Pyongyang: The embalmed body of late North Korean leader Kim Jong Il was displayed on Tuesday as the nation mourned at his first death anniversary.
Riding high on pride over the successful launch of a long range rocket, North Korea on Monday observed the first death anniversary of Kim Jong Il and following the tradition, the mausoleum where Kim's body is lying in state, was reopened for guests.
Kim Jong Un followed by top military and government officials, led the reopening of the sprawling mausoleum where his father’s body now lies in state near that of his grandfather, the nation’s founder Kim Il Sung.
Kumsusan, the palace where his father, Kim Il Sung, served as president, was first opened as a mausoleum on the first anniversary of his death in 1994.
Kim Jong Il is presented lying beneath a red blanket, a spotlight shining on his face in a room suffused in red.
North Korean women sobbed into the sashes of their traditional Korean dresses as they bowed before his body. The hall bearing the glass coffin was opened to select visitors — including The Associated Press — for the first time since his death.
North Korea also unveiled Kim's yacht and his armored train carriage, where he is said to have died. Among the personal belongings featured in the mausoleum are the parka, sunglasses and pointy platform shoes he famously wore in the last decades of his life. A MacBook Pro lay open on his desk.
North Koreans paid homage to Kim and basked in the success of last week's launch of a long-range rocket that sent a satellite named after him to space.
The launch, condemned in many other capitals as a violation of bans against developing its missile technology. North Korean space officials say the satellite would be used to study crops and weather patterns.
US officials have said the satellite is tumbling in orbit and not acting as it should. Nevertheless, in North Korea, the launch's success in getting the satellite into space was portrayed as a gift to Kim Jong Il and also as proof that his young son, Kim Jong Un, has the strength and vision to lead the country.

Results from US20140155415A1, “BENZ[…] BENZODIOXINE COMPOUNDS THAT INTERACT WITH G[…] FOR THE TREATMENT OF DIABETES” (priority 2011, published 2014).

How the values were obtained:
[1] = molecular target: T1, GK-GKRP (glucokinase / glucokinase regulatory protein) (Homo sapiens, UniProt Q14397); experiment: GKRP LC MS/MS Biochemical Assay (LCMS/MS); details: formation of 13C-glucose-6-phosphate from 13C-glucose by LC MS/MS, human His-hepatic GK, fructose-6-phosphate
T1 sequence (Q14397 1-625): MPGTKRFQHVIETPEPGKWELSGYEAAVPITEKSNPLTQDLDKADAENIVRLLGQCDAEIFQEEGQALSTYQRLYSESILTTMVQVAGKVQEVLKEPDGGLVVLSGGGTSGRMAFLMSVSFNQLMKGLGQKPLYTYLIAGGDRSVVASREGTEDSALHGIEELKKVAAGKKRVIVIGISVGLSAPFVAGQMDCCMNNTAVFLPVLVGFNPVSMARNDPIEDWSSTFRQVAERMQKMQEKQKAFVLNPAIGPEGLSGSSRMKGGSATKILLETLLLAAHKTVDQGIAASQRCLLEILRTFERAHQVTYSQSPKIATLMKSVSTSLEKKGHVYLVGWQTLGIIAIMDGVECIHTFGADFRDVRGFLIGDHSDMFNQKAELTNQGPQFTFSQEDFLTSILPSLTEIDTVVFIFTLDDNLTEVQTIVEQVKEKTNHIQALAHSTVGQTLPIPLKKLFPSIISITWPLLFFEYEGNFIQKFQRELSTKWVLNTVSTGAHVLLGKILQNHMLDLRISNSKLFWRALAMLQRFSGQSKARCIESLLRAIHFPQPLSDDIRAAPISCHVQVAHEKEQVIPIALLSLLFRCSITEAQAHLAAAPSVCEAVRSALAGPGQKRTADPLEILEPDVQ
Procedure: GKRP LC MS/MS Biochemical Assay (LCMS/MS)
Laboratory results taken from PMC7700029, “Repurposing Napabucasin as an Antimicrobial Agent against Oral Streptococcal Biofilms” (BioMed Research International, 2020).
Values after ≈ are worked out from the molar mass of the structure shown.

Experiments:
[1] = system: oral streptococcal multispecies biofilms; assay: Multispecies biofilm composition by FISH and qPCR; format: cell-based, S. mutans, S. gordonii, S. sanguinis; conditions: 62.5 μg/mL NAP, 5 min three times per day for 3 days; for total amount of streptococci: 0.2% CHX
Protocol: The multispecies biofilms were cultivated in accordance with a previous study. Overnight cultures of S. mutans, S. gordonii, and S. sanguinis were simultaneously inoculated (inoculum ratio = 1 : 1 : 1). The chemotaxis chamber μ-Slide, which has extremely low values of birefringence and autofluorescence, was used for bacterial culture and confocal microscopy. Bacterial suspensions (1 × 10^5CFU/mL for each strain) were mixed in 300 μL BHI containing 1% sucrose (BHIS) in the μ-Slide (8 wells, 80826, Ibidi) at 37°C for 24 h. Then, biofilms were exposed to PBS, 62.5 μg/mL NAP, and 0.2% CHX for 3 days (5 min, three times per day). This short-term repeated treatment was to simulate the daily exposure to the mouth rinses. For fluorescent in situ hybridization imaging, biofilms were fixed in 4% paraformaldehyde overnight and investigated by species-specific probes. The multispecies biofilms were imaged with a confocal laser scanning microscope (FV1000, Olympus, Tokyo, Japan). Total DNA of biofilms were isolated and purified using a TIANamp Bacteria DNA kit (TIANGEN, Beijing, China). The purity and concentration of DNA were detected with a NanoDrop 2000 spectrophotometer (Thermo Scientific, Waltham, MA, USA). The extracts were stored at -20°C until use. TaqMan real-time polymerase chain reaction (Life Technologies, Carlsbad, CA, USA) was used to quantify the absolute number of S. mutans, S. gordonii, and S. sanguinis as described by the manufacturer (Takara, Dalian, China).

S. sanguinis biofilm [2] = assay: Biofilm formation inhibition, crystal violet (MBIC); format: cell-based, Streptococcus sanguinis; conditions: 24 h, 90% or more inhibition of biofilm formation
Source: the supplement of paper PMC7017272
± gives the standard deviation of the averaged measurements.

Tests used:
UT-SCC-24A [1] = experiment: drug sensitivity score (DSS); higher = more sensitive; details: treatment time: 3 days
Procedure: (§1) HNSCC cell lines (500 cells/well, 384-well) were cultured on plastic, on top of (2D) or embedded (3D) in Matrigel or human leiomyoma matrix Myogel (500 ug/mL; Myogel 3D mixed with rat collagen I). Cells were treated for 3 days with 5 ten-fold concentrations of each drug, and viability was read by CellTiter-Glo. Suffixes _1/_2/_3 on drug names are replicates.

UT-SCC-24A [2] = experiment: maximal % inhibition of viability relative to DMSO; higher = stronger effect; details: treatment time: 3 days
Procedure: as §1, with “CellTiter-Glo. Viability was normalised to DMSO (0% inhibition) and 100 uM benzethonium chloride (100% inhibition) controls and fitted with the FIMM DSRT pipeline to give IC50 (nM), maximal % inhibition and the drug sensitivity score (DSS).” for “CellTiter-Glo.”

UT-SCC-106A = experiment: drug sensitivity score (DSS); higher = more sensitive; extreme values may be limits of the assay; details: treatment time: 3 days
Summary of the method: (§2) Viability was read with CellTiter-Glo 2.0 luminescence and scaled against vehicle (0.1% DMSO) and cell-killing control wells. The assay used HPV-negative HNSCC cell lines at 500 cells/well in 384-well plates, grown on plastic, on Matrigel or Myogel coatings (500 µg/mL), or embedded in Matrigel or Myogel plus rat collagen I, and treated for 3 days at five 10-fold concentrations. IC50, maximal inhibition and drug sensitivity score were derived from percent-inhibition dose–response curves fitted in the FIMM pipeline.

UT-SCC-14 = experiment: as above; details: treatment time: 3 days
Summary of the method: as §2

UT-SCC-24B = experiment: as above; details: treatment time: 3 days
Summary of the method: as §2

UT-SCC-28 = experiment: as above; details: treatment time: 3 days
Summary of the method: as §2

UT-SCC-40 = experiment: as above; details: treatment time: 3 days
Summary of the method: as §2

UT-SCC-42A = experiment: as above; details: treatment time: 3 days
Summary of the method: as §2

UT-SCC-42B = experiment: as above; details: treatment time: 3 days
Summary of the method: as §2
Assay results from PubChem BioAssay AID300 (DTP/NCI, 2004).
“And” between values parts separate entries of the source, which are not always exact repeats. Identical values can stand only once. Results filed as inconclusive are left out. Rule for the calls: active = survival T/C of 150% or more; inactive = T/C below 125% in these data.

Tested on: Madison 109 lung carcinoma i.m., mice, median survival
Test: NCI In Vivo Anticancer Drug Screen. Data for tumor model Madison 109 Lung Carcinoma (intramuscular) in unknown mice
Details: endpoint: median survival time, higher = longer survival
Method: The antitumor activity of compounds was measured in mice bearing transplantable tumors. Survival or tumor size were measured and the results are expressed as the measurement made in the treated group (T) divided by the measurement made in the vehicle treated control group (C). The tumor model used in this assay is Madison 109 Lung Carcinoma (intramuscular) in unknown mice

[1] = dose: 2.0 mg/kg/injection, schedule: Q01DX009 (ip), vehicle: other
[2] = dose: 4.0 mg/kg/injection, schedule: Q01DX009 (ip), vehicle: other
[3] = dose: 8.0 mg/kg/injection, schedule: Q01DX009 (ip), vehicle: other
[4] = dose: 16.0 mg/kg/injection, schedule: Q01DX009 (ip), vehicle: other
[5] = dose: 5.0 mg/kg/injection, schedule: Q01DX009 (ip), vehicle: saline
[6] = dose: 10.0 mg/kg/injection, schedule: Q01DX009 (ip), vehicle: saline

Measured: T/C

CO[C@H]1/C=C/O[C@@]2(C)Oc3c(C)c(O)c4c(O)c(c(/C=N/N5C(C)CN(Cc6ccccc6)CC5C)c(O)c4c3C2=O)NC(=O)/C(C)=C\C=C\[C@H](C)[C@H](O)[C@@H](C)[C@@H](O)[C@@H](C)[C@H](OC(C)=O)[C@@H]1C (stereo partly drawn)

The elder Kim died last Dec. 17 from a heart attack while traveling on his train. His death was followed by scenes of North Koreans dramatically wailing in the streets of Pyongyang, and of the 20-something son leading ranks of uniformed and gray-haired officials through funeral and mourning rites.
The mood in the capital was decidedly more upbeat a year later, with some of the euphoria carrying over from last Wednesday's launch. The satellite bears one of Kim Jong Il's nicknames, Kwangmyongsong, or "Lode Star," a moniker given to him at birth according to the official lore.
Cameras were not allowed inside the mausoleum, and state media did not release any images of Kim Jong Il's body.
With the death anniversary came a hint that Kim Jong Un himself might soon be a father.
His wife, Ri Sol Ju, was seen on state TV with what appeared to be a baby bump as she walked slowly next to her husband at the mausoleum, where they bowed to statues of Kim's father and grandfather.
There is no official word from Pyongyang about a pregnancy. In addition, Ri is shown wearing a billowing traditional Korean dress in black that makes it difficult to know for sure.
To honor Kim's father, North Koreans stopped in their tracks at midday and bowed their heads as the national flag fluttered at half-staff along streets and from buildings.
Pyongyang construction workers took off their yellow hard hats and bowed at the waist as sirens wailed across the city for three minutes.
Tens of thousands of North Koreans gathered in the frigid plaza outside, newly transformed into a public park with lawns and pergolas. Geese flew past snow-tinged firs and swans dallied in the partly frozen moat that rings the vast complex in Pyongyang's outskirts.
At a memorial service on Sunday, North Korea's top leadership not only eulogized Kim Jong Il, but also praised his son. Kim Yong Nam, president of the Presidium of North Korea's parliament, called the launch a "shining victory" and an emblem of the promise that lies ahead with Kim Jong Un in power.
The rocket's success also fits neatly into the narrative of Kim Jong Il's death. Even before he died, the father had laid the groundwork for his son to inherit a government focused on science, technology and improving the economy. And his pursuit of nuclear weapons and the policy of putting the military ahead of all other national concerns have also carried into Kim Jong Un's reign.
With Agency Inputs
First Published: Tuesday, December 18, 2012, 13:12